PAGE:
Music speaks louder than words.
The Bowery will host Tauk, an experimental, instrumental band, Sunday night at 7 p.m.
Taking notes from various genres, hip-hop, funk, jazz, R&B and alternative rock are laced within Tauk's music to achieve the band's eclectic sound. A.C. Carter, Tauk's keyboardist, described the sound as "instrumental fusion rock" to those who have not heard them before.
"I feel like it's so many genres," Carter said. "You think about what alternative music was in the 1990s to now, and it's completely different. It is instrumental at the heart."
The group's influences are as eclectic as its sound. Tauk draws influences from Radiohead, instrumental band Kneebody, A Tribe Called Quest and Erykah Badu. Guitarist Matt Jalbert and bassist Charlie Dolan also incorporate ideas from Phish and the Grateful Dead.
The band tries to replicate their influences' success along with the quality of their lyrics. Carter said he believes that while a lot of musicians are talented, "not all of them say something," and Tauk attempts to say something without any words.
"I think what we're doing is unique," Carter said. "There's a big difference, and we try to take a little bit of everything and interpret in our own sound. It goes outside of genre."
While the band had a vocalist at one point, Tauk eventually decided an "instrumental direction was more natural," Carter said. Finding a home in that genre, the band has taken to performing at festivals where it finds audiences to be more open to the group's sound.
"We've found there's a niche for that and people looking for that," Carter said. "You think about EDM festivals, and people are listening to instrumental music a lot more.
"People are being a lot more accepting, and they're getting bored of the norm. We're trying to break out of the formula a little bit. It doesn't have to be a three to four-minute song that's radio friendly."
Carter said Tauk has found some of the band's most passionate fans at musical festivals, noting listeners have flocked to the group's instrumental sound. Tauk also formerly played Bonnaroo and the Hangout Music Festival and will play Blooming Blossoms, Mad Tea Party, Wakarusa and the Harvest Festival this year.
"I think the people who go to festivals are looking for new music," Carter said. "The cool thing is that there are so many spots, so it's great exposure for bands like us. Festival people are more receptive to what we're trying to do.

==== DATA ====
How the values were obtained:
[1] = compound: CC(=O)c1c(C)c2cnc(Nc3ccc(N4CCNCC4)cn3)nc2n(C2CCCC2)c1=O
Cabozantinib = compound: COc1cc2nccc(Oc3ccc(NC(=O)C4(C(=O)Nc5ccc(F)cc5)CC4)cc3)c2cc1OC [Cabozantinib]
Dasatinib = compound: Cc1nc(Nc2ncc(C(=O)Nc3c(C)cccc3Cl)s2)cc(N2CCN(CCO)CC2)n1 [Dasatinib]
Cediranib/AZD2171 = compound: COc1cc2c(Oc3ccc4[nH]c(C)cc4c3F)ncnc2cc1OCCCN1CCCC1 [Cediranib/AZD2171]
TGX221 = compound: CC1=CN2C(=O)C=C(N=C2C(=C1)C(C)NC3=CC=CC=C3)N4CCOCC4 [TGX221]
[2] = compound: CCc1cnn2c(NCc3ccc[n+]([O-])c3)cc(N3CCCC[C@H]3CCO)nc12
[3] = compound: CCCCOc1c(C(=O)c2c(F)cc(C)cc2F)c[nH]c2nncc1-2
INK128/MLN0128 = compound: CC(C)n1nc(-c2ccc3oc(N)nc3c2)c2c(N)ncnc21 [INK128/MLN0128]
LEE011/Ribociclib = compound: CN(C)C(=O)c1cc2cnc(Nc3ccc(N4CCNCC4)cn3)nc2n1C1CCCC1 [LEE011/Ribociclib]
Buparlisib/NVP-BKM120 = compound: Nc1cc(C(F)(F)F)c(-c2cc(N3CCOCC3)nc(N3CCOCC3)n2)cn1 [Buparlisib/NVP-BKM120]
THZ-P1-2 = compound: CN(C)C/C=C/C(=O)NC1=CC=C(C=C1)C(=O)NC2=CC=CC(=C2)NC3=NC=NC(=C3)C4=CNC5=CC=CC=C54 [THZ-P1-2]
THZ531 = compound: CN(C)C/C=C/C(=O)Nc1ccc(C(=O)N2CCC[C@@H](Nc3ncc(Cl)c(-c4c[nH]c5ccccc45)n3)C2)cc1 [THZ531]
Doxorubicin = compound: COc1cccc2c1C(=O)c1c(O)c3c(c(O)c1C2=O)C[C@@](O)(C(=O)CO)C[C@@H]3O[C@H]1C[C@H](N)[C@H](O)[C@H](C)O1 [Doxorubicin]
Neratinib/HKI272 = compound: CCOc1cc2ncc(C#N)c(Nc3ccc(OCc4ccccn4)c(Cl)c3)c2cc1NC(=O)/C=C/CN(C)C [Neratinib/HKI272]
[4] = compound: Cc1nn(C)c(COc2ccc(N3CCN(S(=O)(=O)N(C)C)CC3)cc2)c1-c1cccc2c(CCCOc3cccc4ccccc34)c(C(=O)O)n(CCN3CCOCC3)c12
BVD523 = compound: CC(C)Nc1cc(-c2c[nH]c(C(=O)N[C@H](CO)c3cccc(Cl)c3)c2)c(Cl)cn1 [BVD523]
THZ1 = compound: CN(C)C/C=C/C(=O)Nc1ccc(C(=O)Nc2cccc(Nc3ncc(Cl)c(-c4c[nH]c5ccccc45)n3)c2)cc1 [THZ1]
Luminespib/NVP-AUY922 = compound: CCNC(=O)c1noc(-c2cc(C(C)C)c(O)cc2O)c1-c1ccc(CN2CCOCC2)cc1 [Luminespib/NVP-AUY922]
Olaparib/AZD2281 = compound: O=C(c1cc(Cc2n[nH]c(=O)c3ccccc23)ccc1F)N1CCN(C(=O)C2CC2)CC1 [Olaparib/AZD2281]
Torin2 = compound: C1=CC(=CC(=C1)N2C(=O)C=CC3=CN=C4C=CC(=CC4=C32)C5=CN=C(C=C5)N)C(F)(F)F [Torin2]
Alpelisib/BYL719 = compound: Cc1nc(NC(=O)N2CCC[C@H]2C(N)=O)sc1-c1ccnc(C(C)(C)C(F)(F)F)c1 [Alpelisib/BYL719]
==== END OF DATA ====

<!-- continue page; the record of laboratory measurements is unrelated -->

"Big festivals are great resume builders, but we like small ones because it's more focused. You're playing for people who really love music, and we really want to share our art and our craft with them."
The beginnings of Tauk arose when Carter, Jalbert and Dolan began playing together while in high school in Long Island. After finding Isaac Teel on the drums, they began Tauk.
"We've been playing music for a while," Carter said. "It's been a really fun adventure."
As for the group's name, the band was spontaneously influenced by Montauk on Long Island. A popular summer vacation spot, the band needed a name last minute while recording an EP. Dolan was wearing a Montauk shirt and they simply shorted it to Tauk.
Tauk released its last album, "Homunculus," in April 2013. Currently, the group has recently finished preproduction for a new album that the band members hope to record in the spring and release before Tauk plays many of its summer festivals.
Tauk does occasionally run into a dilemma, though. In being an instrumental band, having fans remember their songs can be difficult. To keep audiences engaged, they include covers into their set including the Beatles' "I Want You (She's So Heavy)." Through this, Carter said fans notice something familiar through finding the vocals in the guitar or keyboard parts.
"It's kind of tricky for us," Carter said. "One thing we've realized is that incorporating melody is really important. We look at it as, if you're seeing us for the first time, we want you to remember a certain hook, a certain song."